economy of scale MGY economy of scale cost per MGY


The true risk to the community of pipe damage is underestimated and the potential for economic disruption increases.  The question is how do we lead our customers to investing in their/our future?  That is the question as the next 20 years play out. Making useful assumptions about increases in demands, prices, inflation rates etc. are key to useful projections and long-term sustainability. Building too much or too little capacity for example can have disastrous consequences (to the ratepayers on the former, to the local economy for the latter).

Getting funding relies on economic strength, a problem of you are in a depressed area (Detroit) or a boom that could crash at any time (North Dakota).  P3 opportunities are available for cash strapped communities but they come with a cost.  Risk must be allocated fairly – the private community will not take on too much risk without increasing costs significantly. Loss of control is one of those risk conversion issues.  Extensive planning and feasibility analyses should be expected – far more scrutiny than most utilities are used to.  The economic strength of the community is important to private investors.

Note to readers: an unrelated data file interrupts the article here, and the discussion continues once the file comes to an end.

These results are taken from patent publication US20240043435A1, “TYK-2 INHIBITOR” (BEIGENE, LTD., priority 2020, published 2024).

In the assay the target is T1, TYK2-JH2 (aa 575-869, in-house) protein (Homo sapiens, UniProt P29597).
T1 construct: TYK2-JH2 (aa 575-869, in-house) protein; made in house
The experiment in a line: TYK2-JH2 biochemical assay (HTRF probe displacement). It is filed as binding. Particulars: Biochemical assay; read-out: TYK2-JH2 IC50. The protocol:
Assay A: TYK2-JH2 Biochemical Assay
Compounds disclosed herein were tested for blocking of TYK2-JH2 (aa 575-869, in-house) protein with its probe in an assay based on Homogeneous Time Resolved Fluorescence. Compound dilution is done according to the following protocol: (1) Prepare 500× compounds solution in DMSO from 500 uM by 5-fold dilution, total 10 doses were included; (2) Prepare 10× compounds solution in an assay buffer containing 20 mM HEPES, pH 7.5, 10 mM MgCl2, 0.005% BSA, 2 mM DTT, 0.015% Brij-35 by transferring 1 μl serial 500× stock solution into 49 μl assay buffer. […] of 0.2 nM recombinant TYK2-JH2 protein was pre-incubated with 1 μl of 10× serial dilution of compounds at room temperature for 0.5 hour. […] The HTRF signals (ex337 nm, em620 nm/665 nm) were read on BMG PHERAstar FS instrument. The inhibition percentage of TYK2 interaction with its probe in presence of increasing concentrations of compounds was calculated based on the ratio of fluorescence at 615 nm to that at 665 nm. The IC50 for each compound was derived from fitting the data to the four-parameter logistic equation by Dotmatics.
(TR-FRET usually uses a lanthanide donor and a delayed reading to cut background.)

In a prior blog we talked about the boom towns of North Dakota.  Things were booming in 2013 but the downturn in oil prices may get ugly.  The need for more fracking wells may have decreased (at least temporarily) and the decrease in the oil and gas costs has cut into local revenues, so is this is the time to keep planning for the boom?  South Florida did this in the early 2000s – and well, that real estate boom put quite a dent in the economy and population estimates for 2020 and 2030.  The balloon popped and so did the economy.  South Florida had the resiliency to bounce back because of weather and proximity to South America.  We have seen the result to an industrial economy – where a community relies on industry, well industry can be fickle.  Ask Detroit.  Or Cleveland.  Or any number of other Rust Belt cities.  Now they have infrastructure, but much of it is underused.
So while the Plains states plan for the boom, the boom has settled in some places. Already the oil and gas industry has shed 100,000 jobs (many high salary).  Texas, Kansas, North Dakota and Oklahoma are facing financial challenges in 2015 due to funding losses.  Alaska is dipping into reserves.  But that doesn’t mean the results of the 2010-2014 boom are not continuing, or at least portions of them.  Frack water continues to be discharged to local wastewater systems, but the revenues to pay for the needed upgrades is lacking.  Effluent limits for nitrogen and TOC for some rivers have decreased as a result of constant increased loading to the streams (more flow increases total loads, so if flows remain the same, the concentrations must decrease to maintain total loading).  The costs to reduce ammonia, for example from 10 mg/l to 2 or 3 mg/L can be $1-2/1000 gallon – over 50% or more of the current cost for treatment.